Adjunct Associate Professor Joy Lee
National Allergy Centre of Excellence Respiratory Allergy Stream Co-chair
- Respiratory, Sleep and Allergy Physician - Allergy, Asthma & Clinical Immunology (AACI), Alfred Health
- Department of Respiratory and Sleep Medicine, Austin Health
- Monash Lung, Sleep, Allergy and Immunology (MLSAI)
- Adjunct Associate Professor - Central Clinical School, Monash University
- Research Fellow - School of Public Health and Preventive Medicine, Monash University
- Consultant, Melbourne Allergy Asthma & Immunology Consultants
Adjunct Associate Professor Joy Lee leads the Asthma and Allergy Unit at the Austin Hospital and consults for Melbourne Allergy Asthma & Immunology Consultants, as well as in the public sector at the Alfred Hospital and Monash Medical Centre. She has a special interest in the management and treatment of allergic diseases, including allergic rhinitis and allergic asthma. She has experience in the use of immunotherapy for grass pollen and dust mite allergy as well as monoclonal antibody treatments for severe asthma and urticaria.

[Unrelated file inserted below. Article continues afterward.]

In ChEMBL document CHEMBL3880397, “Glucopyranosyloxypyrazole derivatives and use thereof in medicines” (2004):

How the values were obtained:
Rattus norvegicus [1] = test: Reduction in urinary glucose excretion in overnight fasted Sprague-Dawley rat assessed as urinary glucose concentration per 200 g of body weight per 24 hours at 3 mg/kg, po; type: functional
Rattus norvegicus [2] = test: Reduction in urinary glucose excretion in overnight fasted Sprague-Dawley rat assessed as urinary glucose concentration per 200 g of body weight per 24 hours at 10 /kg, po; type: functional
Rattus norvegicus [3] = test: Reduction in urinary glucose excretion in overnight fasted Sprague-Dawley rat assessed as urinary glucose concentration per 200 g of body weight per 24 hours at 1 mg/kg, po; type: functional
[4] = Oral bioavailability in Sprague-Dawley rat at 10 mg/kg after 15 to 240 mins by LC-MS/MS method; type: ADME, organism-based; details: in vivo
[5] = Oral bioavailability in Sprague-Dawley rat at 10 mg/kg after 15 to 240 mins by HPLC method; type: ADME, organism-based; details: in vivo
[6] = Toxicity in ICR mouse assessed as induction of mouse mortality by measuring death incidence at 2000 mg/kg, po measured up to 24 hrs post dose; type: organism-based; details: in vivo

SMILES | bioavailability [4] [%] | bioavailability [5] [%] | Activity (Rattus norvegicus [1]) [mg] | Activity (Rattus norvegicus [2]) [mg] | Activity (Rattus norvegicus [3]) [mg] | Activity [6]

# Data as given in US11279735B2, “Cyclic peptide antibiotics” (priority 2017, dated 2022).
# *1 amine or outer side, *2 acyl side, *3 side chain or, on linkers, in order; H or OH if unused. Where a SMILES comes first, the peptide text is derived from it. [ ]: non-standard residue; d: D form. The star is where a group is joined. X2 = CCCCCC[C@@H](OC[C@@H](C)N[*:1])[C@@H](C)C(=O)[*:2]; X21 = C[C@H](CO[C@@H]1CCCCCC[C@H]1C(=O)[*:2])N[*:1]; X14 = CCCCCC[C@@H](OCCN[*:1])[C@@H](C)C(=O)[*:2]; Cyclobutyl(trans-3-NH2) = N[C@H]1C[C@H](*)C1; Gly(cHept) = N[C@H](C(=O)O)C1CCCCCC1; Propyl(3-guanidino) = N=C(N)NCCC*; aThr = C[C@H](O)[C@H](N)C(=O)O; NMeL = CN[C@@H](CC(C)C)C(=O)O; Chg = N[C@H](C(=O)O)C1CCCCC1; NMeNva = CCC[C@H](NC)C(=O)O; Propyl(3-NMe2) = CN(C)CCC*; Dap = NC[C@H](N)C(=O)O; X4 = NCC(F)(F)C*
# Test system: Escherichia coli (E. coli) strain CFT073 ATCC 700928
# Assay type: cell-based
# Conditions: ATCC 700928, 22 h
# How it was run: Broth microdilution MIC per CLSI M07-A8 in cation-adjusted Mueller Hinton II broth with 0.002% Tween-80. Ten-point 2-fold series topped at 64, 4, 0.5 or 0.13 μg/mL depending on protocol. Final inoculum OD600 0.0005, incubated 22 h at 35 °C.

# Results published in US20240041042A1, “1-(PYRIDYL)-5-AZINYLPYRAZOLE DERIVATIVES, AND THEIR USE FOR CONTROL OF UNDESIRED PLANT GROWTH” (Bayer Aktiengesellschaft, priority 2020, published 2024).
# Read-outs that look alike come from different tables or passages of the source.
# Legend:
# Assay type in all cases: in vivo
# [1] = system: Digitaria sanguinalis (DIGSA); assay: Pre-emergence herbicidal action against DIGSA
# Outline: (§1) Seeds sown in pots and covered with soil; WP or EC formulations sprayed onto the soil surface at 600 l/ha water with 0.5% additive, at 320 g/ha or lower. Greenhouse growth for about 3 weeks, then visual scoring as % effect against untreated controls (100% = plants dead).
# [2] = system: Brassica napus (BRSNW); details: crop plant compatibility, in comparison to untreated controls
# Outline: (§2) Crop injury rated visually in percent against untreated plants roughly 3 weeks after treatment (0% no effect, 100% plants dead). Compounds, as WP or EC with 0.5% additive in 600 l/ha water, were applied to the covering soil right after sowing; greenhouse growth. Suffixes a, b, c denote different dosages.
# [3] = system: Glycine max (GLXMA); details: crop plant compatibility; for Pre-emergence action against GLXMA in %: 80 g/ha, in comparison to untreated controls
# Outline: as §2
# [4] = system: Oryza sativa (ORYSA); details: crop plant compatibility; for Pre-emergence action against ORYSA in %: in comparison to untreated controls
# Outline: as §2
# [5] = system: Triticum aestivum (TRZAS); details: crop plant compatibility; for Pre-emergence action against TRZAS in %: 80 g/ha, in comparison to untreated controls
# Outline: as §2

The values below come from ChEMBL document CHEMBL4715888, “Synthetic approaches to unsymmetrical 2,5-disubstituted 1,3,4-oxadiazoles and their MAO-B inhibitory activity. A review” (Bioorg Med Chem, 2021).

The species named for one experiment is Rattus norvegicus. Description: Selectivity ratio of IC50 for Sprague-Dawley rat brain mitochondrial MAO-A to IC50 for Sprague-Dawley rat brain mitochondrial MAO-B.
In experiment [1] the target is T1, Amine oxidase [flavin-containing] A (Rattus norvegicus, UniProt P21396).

Dr Lee has a PhD with the School of Public Health and Preventive Medicine at Monash University. Her thesis focus was on improving asthma inhaler usage and difficult to control asthma. She has also undertaken research on epidemic thunderstorm asthma.
Dr Lee is an investigator in clinical trials for therapies in asthma and allergic nasal disease. Her research has been recognised with awards from both the Thoracic Society of Australia and New Zealand and the National Asthma Council. She is a sought-after speaker, media expert and medical educator.
Laryngoscopy diagnosis of inducible laryngeal obstruction during supervised challenge for suspected anaphylaxis. Clinical & Experimental Allergy. Aug 2022
Diagnostic and Therapeutic Outcomes Following Systematic Assessment of Patients with Concurrent Suspected Vocal Cord Dysfunction and Asthma. The Journal of Allergy and Clinical Immunology: In Practice. Oct 2021
Dynamics of inhaled corticosteroid use are associated with asthma attacks. Scientific reports. Jul 2021